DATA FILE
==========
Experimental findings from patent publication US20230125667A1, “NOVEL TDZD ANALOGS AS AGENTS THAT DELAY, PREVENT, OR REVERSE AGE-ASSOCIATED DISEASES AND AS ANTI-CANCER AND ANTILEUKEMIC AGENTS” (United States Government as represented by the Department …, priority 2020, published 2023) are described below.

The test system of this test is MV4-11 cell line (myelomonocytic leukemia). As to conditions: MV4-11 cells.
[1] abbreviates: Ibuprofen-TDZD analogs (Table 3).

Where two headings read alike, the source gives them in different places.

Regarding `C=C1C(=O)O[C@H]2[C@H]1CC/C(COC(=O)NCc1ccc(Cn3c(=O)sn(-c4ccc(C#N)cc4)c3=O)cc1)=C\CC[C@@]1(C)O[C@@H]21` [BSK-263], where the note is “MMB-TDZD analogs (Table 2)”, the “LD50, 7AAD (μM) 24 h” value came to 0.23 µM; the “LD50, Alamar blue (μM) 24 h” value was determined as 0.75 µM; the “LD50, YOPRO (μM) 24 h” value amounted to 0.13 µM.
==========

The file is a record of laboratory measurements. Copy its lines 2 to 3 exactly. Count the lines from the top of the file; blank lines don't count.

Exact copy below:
The test system of this test is MV4-11 cell line (myelomonocytic leukemia). As to conditions: MV4-11 cells.
[1] abbreviates: Ibuprofen-TDZD analogs (Table 3).